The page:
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Autism treatment law again shows insurers' need for therapy

Cost is at the forefront of why health insurers had balked at including coverage for treatments associated with autism, which requires not just medical care but also extensive educational, behavioral and vocational support.

October 11, 2011|David Lazarus
  • Gov. Jerry Brown cited law enforcement support in banning open carrying of handguns. Unloaded rifles and shotguns are unaffected.
Gov. Jerry Brown cited law enforcement support in banning open carrying… (Rich Pedroncelli/Associated…)

Gov. Jerry Brown has signed into law a bill requiring health insurers to include coverage for treatments associated with autism.

When I read that Monday, my first thought was: Why aren't such treatments already covered?

But my question was quickly answered by a statement from the California Assn. of Health Plans, an industry group, which warned that the new law will "drive up healthcare costs for families and businesses by nearly $850 million a year."

In other words, it's all about the money.

California's new law highlights the fact that an insurance system led by profit-focused market forces often leaves people out in the cold. It also shows that government clearly has a role to play in healthcare when private companies fail to meet the responsibilities of a civilized society.

Autism, like nearly all chronic conditions, is expensive. It requires not just medical treatment but also extensive educational, behavioral and vocational support.

A study from the Harvard School of Public Health found that direct medical and nonmedical costs for a severely autistic person can run as much as $72,000 a year. People with milder forms of autism can face costs of about $67,000 annually.

No wonder health insurers don't want a piece of that action. It's like having a hole in your pocket.

But what's the alternative? Leaving families of people with autism to fend for themselves?

Insurers have long argued that behavioral therapy, such as teaching autistic children to interact with others, is not medical treatment, and therefore shouldn't be covered by medical insurance.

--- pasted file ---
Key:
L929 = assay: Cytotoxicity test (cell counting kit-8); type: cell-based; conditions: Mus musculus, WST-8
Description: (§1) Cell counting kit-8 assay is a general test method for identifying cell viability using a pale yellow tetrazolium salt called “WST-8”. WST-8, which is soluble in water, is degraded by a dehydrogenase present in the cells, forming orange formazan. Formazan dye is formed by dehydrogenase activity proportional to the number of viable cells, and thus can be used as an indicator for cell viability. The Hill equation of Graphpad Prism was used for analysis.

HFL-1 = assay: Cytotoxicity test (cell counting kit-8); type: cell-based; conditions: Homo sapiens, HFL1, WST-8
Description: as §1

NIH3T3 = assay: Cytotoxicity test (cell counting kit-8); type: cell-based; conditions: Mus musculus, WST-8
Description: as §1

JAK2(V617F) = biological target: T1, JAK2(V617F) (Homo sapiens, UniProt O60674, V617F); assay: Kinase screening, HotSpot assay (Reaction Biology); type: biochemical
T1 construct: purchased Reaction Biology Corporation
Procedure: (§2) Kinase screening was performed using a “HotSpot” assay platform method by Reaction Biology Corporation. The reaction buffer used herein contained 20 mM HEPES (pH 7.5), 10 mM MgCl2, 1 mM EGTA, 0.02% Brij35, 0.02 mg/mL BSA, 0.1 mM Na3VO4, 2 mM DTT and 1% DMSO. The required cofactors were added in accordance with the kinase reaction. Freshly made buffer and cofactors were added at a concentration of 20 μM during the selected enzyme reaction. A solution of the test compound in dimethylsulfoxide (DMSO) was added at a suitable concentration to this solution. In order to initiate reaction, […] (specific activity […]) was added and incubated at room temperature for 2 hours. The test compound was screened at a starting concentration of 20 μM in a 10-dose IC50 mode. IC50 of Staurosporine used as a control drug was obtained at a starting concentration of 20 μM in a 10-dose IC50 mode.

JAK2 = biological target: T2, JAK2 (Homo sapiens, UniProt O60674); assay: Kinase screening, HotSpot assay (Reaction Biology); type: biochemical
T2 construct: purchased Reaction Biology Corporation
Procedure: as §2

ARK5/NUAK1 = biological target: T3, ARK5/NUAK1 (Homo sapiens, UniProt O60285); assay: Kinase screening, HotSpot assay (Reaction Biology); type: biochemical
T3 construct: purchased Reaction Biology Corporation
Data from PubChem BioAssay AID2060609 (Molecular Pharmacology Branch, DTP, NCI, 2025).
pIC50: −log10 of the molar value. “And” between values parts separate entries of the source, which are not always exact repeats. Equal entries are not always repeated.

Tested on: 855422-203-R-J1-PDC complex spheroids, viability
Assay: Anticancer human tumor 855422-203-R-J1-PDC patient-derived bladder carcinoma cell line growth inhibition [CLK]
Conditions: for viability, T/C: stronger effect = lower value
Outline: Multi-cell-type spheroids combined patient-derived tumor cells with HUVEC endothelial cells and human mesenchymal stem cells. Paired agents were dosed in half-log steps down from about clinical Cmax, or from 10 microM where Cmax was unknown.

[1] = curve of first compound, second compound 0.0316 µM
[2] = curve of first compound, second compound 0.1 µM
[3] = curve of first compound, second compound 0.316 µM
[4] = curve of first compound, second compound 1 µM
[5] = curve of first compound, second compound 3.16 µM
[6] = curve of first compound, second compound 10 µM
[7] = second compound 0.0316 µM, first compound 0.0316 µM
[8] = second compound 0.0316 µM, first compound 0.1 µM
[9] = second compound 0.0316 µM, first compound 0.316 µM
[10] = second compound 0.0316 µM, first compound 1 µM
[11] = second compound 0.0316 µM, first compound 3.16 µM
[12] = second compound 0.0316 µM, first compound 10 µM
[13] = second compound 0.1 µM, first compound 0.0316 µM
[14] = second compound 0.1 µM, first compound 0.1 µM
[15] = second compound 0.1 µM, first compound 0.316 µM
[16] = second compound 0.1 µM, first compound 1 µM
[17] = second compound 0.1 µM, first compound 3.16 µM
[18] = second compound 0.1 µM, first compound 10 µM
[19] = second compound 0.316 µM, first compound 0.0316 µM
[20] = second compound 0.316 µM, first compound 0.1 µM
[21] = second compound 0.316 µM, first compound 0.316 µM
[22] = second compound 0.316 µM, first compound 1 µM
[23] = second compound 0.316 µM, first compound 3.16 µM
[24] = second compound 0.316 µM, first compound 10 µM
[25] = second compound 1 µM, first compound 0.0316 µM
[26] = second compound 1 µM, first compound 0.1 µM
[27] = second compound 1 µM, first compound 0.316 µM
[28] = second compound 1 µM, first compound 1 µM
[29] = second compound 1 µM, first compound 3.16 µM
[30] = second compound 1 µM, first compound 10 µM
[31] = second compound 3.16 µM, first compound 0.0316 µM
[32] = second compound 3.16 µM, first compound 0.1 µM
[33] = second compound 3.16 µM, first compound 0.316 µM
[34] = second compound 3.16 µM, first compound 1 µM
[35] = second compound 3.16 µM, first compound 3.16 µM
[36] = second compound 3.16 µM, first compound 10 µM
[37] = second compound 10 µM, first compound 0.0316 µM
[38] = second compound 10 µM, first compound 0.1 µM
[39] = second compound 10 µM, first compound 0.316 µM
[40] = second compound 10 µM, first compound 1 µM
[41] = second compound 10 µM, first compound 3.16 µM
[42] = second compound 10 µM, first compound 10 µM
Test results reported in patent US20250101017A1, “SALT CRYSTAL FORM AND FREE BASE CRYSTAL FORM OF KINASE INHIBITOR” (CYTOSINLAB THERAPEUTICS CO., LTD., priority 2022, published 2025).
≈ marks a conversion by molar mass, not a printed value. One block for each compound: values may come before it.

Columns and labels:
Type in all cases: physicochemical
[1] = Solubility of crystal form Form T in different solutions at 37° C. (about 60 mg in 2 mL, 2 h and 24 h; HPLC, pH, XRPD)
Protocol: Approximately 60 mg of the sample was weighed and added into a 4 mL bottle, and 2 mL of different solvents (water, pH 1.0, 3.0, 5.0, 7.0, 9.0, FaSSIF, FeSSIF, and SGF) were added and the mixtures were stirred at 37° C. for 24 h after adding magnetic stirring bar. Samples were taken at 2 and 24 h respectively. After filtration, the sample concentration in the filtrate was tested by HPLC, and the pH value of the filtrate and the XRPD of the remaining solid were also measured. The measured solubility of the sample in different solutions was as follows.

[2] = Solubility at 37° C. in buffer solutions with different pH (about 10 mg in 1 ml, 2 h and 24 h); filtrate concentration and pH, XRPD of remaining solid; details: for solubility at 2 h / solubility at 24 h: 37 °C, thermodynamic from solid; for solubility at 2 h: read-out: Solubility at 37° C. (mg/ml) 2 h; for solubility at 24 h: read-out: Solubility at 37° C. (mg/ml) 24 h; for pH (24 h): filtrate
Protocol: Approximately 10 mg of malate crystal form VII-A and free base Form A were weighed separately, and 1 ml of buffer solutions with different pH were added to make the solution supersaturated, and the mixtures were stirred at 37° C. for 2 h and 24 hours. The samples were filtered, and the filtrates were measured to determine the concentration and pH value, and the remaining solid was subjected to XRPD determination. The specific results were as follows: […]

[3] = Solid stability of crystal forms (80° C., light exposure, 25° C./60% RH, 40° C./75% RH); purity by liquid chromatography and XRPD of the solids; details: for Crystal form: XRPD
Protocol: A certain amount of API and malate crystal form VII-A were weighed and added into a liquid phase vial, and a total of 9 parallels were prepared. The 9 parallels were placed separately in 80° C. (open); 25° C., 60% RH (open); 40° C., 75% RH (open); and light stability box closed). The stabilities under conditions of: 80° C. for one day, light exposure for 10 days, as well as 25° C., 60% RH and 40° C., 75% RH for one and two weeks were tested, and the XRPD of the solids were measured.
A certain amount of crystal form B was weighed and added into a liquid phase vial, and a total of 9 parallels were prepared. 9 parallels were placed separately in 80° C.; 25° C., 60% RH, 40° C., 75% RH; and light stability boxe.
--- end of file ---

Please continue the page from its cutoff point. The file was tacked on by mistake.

They also fret about the slippery slope of having to cover other behavioral therapies, such as group homes for people with schizophrenia. "One of our concerns is what this could lead to down the road," said Nicole Evans, a spokeswoman for the California Assn. of Health Plans.

Patient advocates say insurance should cover whatever works.

"The only people who don't think of behavioral therapies as a medical treatment are insurance companies," said Kristin Jacobson, co-founder of the Alliance of California Autism Organizations and a leading proponent of the new state mandate.

"The rest of the medical community is united in seeing these treatments as medically necessary," she said.

I honestly don't know how parents of autistic kids cope with the myriad challenges that accompany the disorder.

My wife and I are friends with a couple who have two severely autistic children. It's only because the father pulls down a hefty paycheck (from, as it happens, a major pharmaceutical company) that they can cover the various therapies required to try to give their kids something like a normal life.

For the mother, it's a full-time job staying on top of things. She often looks like she's just wandered back from a war zone.

Marcia Eichelberger is president of the Autism Society of California and mother of a 19-year-old with autism. She said there's no question that receiving behavioral therapy has given her son a chance at independence and helped keep him from even costlier institutionalization.

"Had we not done these types of interventions with our son, his frustration level would have been so great that he couldn't have stayed at home with his family," Eichelberger said.

California's new mandate — SB 946 — was authored by state Senate leader Darrell Steinberg (D-Sacramento). He hailed Brown's approval of the bill as "a critical victory for thousands of California children and families. For many of them, having this therapy covered by their insurance is the difference between despair and hope."

Twenty-six other states and the District of Columbia have already passed similar mandates for coverage of people with autism.

The California Assn. of Health Plans says that many treatments are already covered in one way or another. The state does have programs to assist autistic people, although those programs are increasingly jeopardized by budget cuts.

The association also emphasizes that the new mandate for coverage will cause premiums to increase for individuals and employers.

"At a time when lawmakers voice concern about rising healthcare costs, it makes no sense to sign a new law that will raise healthcare costs by $850 million a year," said Patrick Johnston, the group's president.

That sky-high number comes from a study commissioned by the industry group. A separate study for the state Legislature by the California Health Benefits Review Program estimated that the cost to insurers of implementing the law would be closer to $93 million.

Whatever the actual cost, the bottom line is how we, as a society, address the healthcare needs of those less fortunate than ourselves (assuming that your kids aren't autistic and you'll never have direct need of these therapies).

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